Cellulite can cause bumps or dimples in different areas of the body, especially the abdomen, hips, thighs and buttocks.
Although it is a harmless condition, for many people it can be uncomfortable and even affect body image and self-esteem. Fortunately, there are different options to reduce or eliminate it.
Cellulite is a skin condition that occurs when fatty tissue in the skin presses against connective tissue. It can affect everyone, although it is more common among women. It is estimated that almost 90% of women over the age of 21 have cellulite.
Cellulite usually develops on the buttocks or thighs because they are the areas that naturally have the most fatty tissue. In addition to sex, different factors can increase the risk of developing cellulite:
- Thinning of the epidermis (outer layer of the skin).
- Family background.
- Weight gain (and therefore fat tissue).
- Bad circulation.
- Loss of collagen.
Remedies to reduce cellulite
Although there is no risk of having cellulite, it is common for many people to seek to eliminate or reduce it for aesthetic reasons. To do this, you can follow these tips:
It is common for it to be believed that cellulite only affects people with obesity. This is false, being overweight only makes it more noticeable since there is more fat under the skin and this affects the connective tissue.
- 10 foods that cause cellulite
Therefore, losing weight is a good way to reduce cellulite. In addition to including a diet rich in healthy fats, complex carbohydrates, fiber, and protein, you can do this by controlling the calories you eat and your portion sizes.
Another good way to reduce cellulite is through exercise. Physical activity not only helps you lose weight, but also favors the toning of different areas that are usually affected by this condition, such as the hips, thighs or buttocks.
Try 2-3 weekly sessions of 30 minutes each (with breaks included) of squats, jump squats, planks, lunges, and side lunges. You can incorporate dumbbells to enhance the benefits. Just be sure to stretch before and after your routine to avoid muscle strains.
You can also resort to combinations of aerobic exercises or “cardio”, a type of activity that is characterized by its low intensity developed over long periods of time, such as walking, swimming, yoga or cycling, and anaerobic exercises, which consist of in doing high intensity activities for short periods of time, such as sprinting or lifting weights.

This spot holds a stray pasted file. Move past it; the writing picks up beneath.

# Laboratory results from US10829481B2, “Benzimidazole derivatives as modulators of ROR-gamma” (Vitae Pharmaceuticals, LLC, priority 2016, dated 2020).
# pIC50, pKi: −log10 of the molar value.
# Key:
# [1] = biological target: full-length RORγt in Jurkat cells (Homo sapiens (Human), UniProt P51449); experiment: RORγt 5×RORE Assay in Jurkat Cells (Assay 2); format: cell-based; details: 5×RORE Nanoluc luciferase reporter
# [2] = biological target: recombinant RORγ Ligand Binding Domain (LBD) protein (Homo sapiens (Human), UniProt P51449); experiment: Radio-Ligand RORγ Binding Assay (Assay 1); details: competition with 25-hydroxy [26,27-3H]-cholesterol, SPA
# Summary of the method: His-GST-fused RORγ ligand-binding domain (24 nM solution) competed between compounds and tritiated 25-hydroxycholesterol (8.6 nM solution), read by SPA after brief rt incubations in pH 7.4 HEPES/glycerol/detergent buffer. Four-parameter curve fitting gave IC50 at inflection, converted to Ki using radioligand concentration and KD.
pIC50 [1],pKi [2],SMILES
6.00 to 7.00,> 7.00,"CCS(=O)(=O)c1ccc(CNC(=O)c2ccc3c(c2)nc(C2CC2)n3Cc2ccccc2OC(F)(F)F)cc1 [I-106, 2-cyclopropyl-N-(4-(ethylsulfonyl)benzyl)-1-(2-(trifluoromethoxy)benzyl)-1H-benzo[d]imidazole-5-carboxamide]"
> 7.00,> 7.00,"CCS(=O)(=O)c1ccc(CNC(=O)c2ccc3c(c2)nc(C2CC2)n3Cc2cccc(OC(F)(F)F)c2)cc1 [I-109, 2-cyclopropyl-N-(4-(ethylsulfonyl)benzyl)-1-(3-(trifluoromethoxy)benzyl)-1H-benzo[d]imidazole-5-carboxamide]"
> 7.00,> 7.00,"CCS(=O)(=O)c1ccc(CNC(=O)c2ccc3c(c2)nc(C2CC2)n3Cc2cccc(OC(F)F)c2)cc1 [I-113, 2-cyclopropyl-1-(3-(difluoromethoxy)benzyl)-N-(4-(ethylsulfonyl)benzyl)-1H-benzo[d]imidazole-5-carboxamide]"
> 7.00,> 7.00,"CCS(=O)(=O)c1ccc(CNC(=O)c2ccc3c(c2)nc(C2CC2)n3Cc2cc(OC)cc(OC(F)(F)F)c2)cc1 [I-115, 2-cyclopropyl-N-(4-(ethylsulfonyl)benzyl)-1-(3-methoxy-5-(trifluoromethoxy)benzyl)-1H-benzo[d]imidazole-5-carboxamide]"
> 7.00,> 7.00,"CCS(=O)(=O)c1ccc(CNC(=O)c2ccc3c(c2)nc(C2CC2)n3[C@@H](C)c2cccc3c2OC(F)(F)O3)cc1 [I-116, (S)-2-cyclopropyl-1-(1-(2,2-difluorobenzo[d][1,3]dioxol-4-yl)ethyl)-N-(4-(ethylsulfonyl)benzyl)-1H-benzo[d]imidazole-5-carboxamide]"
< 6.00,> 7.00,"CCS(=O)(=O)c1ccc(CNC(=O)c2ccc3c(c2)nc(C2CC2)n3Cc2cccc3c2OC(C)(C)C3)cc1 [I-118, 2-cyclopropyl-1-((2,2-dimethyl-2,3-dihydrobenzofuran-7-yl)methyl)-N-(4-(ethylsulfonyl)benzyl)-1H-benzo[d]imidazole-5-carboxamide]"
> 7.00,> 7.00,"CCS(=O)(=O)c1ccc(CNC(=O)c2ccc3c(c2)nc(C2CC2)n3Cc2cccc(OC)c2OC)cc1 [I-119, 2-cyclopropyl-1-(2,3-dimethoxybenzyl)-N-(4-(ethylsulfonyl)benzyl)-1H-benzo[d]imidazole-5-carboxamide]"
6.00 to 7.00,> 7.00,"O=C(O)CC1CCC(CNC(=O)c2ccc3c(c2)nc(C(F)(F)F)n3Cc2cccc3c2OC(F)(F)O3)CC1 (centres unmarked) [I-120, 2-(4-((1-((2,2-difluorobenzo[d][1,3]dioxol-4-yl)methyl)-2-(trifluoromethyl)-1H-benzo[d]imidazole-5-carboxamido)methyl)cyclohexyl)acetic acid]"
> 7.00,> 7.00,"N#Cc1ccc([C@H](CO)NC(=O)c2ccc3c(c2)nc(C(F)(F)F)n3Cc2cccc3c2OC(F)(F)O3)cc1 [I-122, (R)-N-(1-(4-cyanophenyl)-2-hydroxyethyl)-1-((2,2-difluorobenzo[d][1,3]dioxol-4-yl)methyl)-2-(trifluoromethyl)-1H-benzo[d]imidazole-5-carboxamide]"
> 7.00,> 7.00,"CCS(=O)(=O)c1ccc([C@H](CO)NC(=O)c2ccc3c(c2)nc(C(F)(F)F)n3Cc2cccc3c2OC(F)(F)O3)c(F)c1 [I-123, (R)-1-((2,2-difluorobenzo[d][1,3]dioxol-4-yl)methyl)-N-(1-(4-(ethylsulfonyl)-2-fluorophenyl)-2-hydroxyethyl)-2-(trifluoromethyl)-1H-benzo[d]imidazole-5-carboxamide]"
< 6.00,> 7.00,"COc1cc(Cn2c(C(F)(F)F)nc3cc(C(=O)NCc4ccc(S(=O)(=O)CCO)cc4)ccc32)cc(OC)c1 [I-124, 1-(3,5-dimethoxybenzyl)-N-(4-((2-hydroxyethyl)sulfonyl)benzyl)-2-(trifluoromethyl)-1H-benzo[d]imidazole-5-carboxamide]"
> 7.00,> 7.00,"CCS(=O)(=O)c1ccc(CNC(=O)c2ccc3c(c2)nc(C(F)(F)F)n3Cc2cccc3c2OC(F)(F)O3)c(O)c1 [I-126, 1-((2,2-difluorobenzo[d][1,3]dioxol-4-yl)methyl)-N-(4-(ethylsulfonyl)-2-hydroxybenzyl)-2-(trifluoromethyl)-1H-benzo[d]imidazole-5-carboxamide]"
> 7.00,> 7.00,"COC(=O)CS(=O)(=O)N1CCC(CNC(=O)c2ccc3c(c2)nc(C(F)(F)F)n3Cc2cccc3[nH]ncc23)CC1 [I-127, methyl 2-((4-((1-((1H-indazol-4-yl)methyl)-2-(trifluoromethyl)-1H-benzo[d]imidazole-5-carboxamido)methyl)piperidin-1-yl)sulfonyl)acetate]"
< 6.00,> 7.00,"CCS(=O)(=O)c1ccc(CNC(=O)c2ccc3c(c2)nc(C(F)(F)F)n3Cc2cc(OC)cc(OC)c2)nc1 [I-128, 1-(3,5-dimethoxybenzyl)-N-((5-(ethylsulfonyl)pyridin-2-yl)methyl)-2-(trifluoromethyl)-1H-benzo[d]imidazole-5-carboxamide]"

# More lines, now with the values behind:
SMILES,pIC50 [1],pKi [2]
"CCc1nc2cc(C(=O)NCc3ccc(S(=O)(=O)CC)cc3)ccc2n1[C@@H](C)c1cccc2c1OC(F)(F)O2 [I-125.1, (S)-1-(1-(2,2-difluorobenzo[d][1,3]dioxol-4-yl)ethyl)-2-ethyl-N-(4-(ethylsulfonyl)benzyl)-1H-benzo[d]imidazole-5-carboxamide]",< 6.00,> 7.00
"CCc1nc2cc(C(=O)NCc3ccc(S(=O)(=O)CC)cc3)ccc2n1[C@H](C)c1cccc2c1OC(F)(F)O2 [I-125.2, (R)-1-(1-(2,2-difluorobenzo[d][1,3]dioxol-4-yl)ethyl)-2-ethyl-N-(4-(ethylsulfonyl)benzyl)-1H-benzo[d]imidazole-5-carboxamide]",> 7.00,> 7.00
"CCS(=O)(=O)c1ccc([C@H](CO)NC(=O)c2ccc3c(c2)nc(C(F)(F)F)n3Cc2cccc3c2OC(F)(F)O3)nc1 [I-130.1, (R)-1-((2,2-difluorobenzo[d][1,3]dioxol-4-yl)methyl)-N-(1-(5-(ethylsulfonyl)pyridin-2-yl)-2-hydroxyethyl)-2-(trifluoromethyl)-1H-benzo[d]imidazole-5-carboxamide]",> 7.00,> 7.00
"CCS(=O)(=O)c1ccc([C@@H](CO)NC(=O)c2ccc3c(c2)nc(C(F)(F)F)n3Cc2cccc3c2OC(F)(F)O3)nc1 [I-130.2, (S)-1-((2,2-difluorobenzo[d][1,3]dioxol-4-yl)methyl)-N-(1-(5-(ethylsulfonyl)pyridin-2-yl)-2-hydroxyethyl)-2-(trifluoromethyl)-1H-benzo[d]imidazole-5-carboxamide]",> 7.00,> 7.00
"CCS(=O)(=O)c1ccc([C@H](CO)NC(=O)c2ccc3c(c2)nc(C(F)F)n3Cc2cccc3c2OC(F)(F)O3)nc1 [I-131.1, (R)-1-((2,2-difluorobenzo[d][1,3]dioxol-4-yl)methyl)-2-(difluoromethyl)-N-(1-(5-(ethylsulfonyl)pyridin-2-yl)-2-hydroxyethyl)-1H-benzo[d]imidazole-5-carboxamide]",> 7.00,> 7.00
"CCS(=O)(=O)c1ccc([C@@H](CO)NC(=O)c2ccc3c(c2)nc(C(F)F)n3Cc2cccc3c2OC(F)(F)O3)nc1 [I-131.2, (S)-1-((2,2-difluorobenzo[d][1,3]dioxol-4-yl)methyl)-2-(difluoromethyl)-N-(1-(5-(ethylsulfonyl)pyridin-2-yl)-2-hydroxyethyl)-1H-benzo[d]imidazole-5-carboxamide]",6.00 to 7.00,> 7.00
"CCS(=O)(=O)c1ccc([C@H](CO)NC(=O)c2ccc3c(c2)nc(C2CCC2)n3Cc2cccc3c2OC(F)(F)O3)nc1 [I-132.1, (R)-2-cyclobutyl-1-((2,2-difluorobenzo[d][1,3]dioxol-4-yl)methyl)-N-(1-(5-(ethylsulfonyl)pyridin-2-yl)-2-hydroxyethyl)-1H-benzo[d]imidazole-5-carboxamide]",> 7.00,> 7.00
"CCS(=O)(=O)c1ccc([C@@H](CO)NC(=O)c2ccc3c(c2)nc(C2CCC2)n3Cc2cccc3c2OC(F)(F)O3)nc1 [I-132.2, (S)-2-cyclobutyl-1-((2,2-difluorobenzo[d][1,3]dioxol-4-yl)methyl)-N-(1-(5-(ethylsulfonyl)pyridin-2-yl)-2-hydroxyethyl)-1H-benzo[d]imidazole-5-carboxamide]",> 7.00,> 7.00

You can complement exercise and diet with a series of self-massages or massages performed by a professional. This technique is ideal for fighting cellulite as it improves lymphatic drainage and helps stretch the skin tissue.
Creams can be applied during massage routines, although these alone will not end cellulite.
Health professionals recommend drinking between 2 and 2 ½ liters of water a day to keep the body hydrated and facilitate the transport of nutrients to the organs and tissues.
This is also helpful in reducing cellulite, as the water stimulates circulation and lymphatic flow.
In addition, the need for essential minerals, such as sodium, calcium, magnesium, iron, and zinc, among others, is satisfied.
Do not forget to consult the doctor
If you are interested in other types of treatments, such as laser therapy, radiofrequency or ultrasound, you should consult a dermatologist to evaluate your case and determine which is the best option.
Remember, the results of previously developed remedies, as well as professional procedures, are not permanent. To control the appearance of cellulite you must be constant in the application of these methods.
Until there is significant scientific evidence from human trials, people interested in using herbal therapies and supplements should exercise extreme caution.
Do not abandon or modify your medications or treatments, first talk to your doctor about the potential effects of alternative or complementary therapies.
Remember, the medicinal properties of herbs and supplements can also interact with prescription drugs, other herbs and supplements, and even alter your diet.
Sources consulted: Comprehensive Natural Medicines Database, US National Library of Medicine, Mayo Clinic, National Institute of Arthritis and Musculoskeletal and Skin Diseases, National Institute of Complementary and Alternative Medicine.